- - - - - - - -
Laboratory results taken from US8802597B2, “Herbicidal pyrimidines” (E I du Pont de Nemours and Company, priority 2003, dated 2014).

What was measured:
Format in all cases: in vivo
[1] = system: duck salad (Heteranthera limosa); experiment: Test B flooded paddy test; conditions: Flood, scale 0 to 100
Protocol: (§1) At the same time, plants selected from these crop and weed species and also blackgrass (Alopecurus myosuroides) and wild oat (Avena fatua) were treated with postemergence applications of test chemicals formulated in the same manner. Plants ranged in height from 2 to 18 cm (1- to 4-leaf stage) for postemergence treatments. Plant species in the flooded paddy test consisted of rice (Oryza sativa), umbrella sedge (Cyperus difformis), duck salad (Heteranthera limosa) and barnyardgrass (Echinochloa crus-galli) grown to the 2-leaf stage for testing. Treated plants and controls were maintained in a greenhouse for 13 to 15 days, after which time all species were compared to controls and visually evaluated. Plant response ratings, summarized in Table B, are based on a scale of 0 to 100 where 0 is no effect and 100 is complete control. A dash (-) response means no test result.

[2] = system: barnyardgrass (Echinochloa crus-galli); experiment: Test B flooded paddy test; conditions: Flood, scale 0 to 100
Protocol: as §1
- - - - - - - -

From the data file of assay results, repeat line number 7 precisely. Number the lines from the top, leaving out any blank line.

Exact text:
Protocol: as §1